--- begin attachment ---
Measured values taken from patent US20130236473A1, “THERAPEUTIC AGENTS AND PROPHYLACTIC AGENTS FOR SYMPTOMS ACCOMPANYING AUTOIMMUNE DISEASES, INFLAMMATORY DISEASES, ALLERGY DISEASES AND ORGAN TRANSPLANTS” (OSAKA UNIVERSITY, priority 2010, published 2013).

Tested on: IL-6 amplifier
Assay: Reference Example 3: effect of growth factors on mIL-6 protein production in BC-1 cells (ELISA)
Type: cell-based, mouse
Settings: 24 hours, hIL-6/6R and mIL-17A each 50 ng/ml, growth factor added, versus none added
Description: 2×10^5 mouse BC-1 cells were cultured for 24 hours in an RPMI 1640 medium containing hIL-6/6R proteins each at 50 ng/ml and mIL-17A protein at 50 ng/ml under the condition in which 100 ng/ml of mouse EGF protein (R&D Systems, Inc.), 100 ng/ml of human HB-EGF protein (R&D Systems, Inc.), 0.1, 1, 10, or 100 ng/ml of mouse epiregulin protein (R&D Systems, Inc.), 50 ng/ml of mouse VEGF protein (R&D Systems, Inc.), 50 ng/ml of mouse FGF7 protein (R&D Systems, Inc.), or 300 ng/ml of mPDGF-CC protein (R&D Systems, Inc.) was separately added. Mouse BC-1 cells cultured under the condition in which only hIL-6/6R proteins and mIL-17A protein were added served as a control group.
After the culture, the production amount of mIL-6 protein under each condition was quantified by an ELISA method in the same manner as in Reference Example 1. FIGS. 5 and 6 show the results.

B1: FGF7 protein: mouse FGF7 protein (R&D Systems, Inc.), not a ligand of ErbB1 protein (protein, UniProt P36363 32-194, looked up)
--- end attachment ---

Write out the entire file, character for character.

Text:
Measured values taken from patent US20130236473A1, “THERAPEUTIC AGENTS AND PROPHYLACTIC AGENTS FOR SYMPTOMS ACCOMPANYING AUTOIMMUNE DISEASES, INFLAMMATORY DISEASES, ALLERGY DISEASES AND ORGAN TRANSPLANTS” (OSAKA UNIVERSITY, priority 2010, published 2013).

Tested on: IL-6 amplifier
Assay: Reference Example 3: effect of growth factors on mIL-6 protein production in BC-1 cells (ELISA)
Type: cell-based, mouse
Settings: 24 hours, hIL-6/6R and mIL-17A each 50 ng/ml, growth factor added, versus none added
Description: 2×10^5 mouse BC-1 cells were cultured for 24 hours in an RPMI 1640 medium containing hIL-6/6R proteins each at 50 ng/ml and mIL-17A protein at 50 ng/ml under the condition in which 100 ng/ml of mouse EGF protein (R&D Systems, Inc.), 100 ng/ml of human HB-EGF protein (R&D Systems, Inc.), 0.1, 1, 10, or 100 ng/ml of mouse epiregulin protein (R&D Systems, Inc.), 50 ng/ml of mouse VEGF protein (R&D Systems, Inc.), 50 ng/ml of mouse FGF7 protein (R&D Systems, Inc.), or 300 ng/ml of mPDGF-CC protein (R&D Systems, Inc.) was separately added. Mouse BC-1 cells cultured under the condition in which only hIL-6/6R proteins and mIL-17A protein were added served as a control group.
After the culture, the production amount of mIL-6 protein under each condition was quantified by an ELISA method in the same manner as in Reference Example 1. FIGS. 5 and 6 show the results.

B1: FGF7 protein: mouse FGF7 protein (R&D Systems, Inc.), not a ligand of ErbB1 protein (protein, UniProt P36363 32-194, looked up)